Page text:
Check out our photo a day

Maybe baby.

Fat Mum Slim /

Each year, around my birthday, I make my way to the RTA {Roads & Traffic Authority} to renew my licence. Every year. I never opt for the five year option, which would be far too sensible and economical, financially and time-wise. I do it for a few reasons, one of them is not because I love the RTA so much that I want to spend time there, no siree. I like having the photo record of each year of my life and looking back on them. I always think ‘I’ll be skinnier next year’. This year I was.

I sat down next to a lady with a little baby and oohed and aahed over him while I waited for my number to be called. A bus driver stood at the counter in front of us renewing his licence, dressed in his bright yellow bus-driving vest. He chatted away, had his photo taken and then came and joined us while his licence was printing.

We talked about babies and lack of sleep. The bus driver shared that he has two kids, both under 2 years of age. I asked them details about their kids {names, ages, sleep routines}. The bus driver shared that his first child was an IVF baby and the second was a surprise. “Once the tubes were working…” he shared with a wink and a confident smile.

“What about you?” he asked, “Do you have kids?”

I told him about Lacey and how old she was. “Just the one then?” he asked. The lady with the baby beside me eagerly awaited my response, bopping her little baby on her knee.

I get this question a lot. A lot. The age gap between Lacey and another potential baby is big now, bigger than average. If I go to a party and decline the wine, people give me a look. You know the look. People look for a growing baby bump. There isn’t one. If I mention that I’m not feeling well, people immediately assume morning sickness. Some people just cut to the chase, “So are you trying for a baby?”

I told the bus driver and the lady with the baby my story. I have a ‘thing’ where if I start talking I over share. Perhaps it’s the blogger in me. If only I could stop at “Oh no, we’d love another one day.” Instead I rambled on, “Oh no, we’d love another. It’s just that I can’t right now. I have a ‘thing’. I have to have a procedure and then in a few months, maybe a year, we can start trying for a baby…”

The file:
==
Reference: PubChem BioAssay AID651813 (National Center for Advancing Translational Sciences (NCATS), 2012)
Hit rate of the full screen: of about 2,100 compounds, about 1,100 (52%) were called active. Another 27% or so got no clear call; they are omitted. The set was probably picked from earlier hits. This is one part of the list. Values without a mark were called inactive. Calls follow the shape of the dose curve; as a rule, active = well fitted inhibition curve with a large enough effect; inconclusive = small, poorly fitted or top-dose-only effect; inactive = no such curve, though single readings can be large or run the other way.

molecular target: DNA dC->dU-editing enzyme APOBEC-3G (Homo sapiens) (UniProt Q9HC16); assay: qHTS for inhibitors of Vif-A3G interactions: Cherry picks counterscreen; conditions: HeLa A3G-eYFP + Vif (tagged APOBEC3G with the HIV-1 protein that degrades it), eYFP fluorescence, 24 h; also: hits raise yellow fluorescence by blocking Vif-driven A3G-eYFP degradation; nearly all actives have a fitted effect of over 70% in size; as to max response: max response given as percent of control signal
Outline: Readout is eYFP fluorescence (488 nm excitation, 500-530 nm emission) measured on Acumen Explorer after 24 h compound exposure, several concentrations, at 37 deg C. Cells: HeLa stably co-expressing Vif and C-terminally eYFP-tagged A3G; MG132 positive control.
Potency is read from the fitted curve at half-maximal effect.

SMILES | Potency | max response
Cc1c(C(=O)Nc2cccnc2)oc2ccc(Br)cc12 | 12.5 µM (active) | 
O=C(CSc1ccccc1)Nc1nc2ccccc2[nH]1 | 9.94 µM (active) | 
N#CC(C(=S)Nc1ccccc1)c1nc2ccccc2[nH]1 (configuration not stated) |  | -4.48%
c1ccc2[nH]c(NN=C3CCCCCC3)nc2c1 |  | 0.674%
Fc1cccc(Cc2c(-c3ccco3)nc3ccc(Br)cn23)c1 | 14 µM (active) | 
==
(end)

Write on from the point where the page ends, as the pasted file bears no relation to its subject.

I wasn’t always ready for another baby. After giving birth to Lacey I’d switched careers and work took up a lot of my time. On top of that, adding a newborn to our family already taken up with a child who is seemingly allergic to sleep felt impossible. It was only in January this year that I decided I was ready, or more so we were ready. I went to my doctor to get all the pre-pregnancy stuff done and came back with an abnormal pap smear result and being told that pregnancy was a no-go. At least for a while.

Once that baby-making switch is switched on, it’s on. For me anyway. Feelings of cluckiness have often overwhelmed me. Hearing that friends, acquaintances and even celebrities are up the duff have ached me, in a way that I can’t really describe. It’s just an aching. I have beautiful friends who have had trouble conceiving, and I won’t say I know how it feels – because I don’t. But this year my heart has ached for them and how hard it must really be to want something and not be able to have it. I got just a teeny glimpse of what that might be like. Just a glimpse.

Six months on from that day I decided I was ready to think about another baby, I’ve had biopsies, and two procedures and now I’m hopefully done. I wish I’d stuck to the pap smear schedule and not skipped two years. I know another baby is in our future. It might be months, or it might even be years.

Back in that RTA, the bus driver and the lady with the baby gave me a sympathetic look and moved the conversation on. Our names were called, we grabbed our shiny new licences and parted ways, and back to our lives.

Do you have siblings? If so, what’s the age gap? Is it good or not-so-good?